Suspension and engine adjustments were his primary concern leading into the first race, but with the time constraints limiting the team’s ability to make changes, McElrath jumped on an essentially stock bike to hit the track at the British Grand Prix. To McElrath’s surprise, his consistency in the three-race format landed him the event win and points lead, even with a 4-3-5 finish.
“After round one, I knew my starts needed help, but everywhere else on the track it was fine,” McElrath said. “We had a good base line after the race.”
The bike was shipped to Australia for the second and final WSX round, where McElrath was waiting to put some laps in. After two more days of riding — one dedicated to optimizing the engine and the other devoted to suspension — McElrath’s confidence soared.
Lining up at Marvel Stadium in Melbourne, Australia, McElrath had a one-point buffer as the points leader, with Chris Blose and Mitchell Oldenburg within striking distance behind him. However, McElrath finished 2-2-1 on the night, which proved to be enough to lock up the world title and his first championship.
“It was a long year. Going here, there and a little bit of everywhere. To end the year on a high note was really good, considering what we went through,” McElrath said.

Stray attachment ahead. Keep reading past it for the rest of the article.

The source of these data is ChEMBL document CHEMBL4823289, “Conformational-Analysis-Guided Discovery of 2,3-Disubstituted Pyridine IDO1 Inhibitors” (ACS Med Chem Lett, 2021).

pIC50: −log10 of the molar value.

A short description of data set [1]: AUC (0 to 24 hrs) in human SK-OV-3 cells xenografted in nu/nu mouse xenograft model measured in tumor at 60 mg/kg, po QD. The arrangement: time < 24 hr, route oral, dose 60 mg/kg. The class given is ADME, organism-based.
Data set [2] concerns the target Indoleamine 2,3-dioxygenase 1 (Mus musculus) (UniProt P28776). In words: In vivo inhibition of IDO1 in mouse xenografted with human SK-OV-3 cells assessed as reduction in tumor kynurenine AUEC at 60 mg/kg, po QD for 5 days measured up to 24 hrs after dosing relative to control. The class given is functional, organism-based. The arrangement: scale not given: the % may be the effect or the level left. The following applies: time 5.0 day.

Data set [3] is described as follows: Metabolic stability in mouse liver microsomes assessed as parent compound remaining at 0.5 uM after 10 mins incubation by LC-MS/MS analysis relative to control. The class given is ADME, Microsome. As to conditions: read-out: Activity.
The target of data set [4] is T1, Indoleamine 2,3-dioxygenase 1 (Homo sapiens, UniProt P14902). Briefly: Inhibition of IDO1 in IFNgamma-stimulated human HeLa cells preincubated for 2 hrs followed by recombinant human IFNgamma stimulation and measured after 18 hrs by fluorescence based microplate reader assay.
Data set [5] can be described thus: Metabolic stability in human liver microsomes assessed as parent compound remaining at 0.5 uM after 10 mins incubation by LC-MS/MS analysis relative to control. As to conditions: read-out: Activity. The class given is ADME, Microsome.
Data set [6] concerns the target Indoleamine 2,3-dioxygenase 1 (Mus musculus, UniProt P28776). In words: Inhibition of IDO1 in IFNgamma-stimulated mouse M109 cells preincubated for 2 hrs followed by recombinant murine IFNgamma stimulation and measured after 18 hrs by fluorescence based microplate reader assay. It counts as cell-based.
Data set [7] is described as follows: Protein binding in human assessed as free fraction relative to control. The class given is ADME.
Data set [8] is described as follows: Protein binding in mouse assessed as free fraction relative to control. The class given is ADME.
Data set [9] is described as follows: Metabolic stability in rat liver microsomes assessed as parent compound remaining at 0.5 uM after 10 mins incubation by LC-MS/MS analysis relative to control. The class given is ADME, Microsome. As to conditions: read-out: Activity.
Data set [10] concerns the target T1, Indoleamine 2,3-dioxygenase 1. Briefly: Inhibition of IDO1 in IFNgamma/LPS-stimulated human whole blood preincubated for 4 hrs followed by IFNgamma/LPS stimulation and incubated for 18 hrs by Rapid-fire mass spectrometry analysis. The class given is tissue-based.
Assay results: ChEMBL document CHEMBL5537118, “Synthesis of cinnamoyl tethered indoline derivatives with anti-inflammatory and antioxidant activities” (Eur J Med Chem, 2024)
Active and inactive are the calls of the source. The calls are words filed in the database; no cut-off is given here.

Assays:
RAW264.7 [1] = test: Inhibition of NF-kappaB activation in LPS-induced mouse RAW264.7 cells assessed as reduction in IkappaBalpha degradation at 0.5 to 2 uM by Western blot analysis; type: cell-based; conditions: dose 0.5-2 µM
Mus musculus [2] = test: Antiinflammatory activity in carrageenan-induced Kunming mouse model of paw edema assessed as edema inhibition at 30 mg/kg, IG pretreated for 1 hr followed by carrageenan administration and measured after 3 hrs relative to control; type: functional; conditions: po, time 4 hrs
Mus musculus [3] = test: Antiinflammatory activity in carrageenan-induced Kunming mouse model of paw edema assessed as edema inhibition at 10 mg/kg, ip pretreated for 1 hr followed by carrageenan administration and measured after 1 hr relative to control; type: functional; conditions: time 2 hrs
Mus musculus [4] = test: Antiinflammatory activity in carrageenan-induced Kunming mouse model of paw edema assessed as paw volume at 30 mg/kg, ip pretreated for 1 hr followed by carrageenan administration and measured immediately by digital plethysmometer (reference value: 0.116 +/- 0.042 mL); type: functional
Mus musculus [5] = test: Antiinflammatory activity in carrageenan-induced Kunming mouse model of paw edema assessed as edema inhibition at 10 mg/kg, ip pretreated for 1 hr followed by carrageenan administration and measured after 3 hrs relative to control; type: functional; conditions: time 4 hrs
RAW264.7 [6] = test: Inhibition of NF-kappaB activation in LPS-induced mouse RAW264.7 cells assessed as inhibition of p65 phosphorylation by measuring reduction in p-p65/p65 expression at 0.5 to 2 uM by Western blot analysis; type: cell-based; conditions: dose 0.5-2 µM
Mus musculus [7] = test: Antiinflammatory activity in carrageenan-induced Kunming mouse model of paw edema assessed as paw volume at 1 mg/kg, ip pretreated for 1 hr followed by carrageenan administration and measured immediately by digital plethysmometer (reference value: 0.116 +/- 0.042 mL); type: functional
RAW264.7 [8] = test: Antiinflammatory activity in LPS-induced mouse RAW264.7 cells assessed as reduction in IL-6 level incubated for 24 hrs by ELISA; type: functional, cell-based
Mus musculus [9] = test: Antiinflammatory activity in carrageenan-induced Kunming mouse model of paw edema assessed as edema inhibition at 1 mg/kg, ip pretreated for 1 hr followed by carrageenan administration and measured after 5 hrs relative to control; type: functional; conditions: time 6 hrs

Two months after the final round of WSX, McElrath is searching for a ride in AMA Supercross. His deal with RWR is set through 2023 for the global campaign, but his future in American Supercross remains hazy.
“I’m planning on being out there for all 17 rounds,” McElrath said. “Lord willing, that’ll be the case.”
Since turning pro in 2013, McElrath has been no stranger to the winds of change.
Through his 250 and 450 career, he has raced for seven different teams and experienced a mild range of success with each one. Finally, he can add World Supercross champion to his list of accomplishments before turning the page to a new year of adversity and, hopefully, triumph.
“We all work to win, but in the end, there’s only one winner,” McElrath said. “Our faith is the biggest part of keeping us persistent at moving forward, so we’ll see where God takes us.”